Five reasons why David Hartley's disappearance on Falcon Lake is not a big story in Mexico

The story of David Hartley, who was allegedly shot by Mexican drug traffickers Sept. 30 while jet-skiing on a lake that straddles Texas and Mexico, has received continuous coverage in American news.

In Mexico, however, mention the Falcon Lake killing and you might very well get a blank stare.

While American deaths in Mexico usually generate an equal amount of coverage from both nations, the lack of local coverage of his case has revealed a stark disconnect in perspectives on opposite sides of the border. Here are five reasons why.

American intrigue

Eric Gay/AP
Tiffany Hartley, right, and family members, take part in a news conference with Zapata County sheriff Sigifredo Gonzalez, Jr., on Oct. 6 in Zapata, Texas. Ms. Hartley's husband, David, was allegedly shot by Mexican pirates on Falcon Lake as they were returning to the US on Jet Skis.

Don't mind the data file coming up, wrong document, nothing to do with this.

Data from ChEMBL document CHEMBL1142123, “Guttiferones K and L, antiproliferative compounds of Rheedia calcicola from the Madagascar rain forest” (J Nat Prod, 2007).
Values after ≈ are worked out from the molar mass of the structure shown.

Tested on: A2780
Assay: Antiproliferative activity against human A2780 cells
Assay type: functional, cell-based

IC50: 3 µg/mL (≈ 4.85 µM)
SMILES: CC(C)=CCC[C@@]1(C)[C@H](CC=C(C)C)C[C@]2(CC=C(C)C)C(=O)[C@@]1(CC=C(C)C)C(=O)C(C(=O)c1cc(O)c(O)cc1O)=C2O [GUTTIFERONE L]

Tiffany Hartley's testimony offers compelling details about a couple who mistakenly wandered into Mexico's drug war, while the seeming failure of Mexican investigators to solve the case provides a critique of Mexico's inefficient police and judiciary. Who are these so-called Mexican "pirates" that roam the waters of Falcon Lake?

For Americans, who do not usually come into contact with the border, with its desert outposts and giant border fence – especially not when on vacation – there is an extra level of intrigue for the fluidity of the border that Falcon Lake represents. Falcon Lake “feels different, it feels less protected,” says Dan Lund, a political analyst in Mexico City and the president of The MUND Group. “It suggests vulnerability that the normal border does not.”

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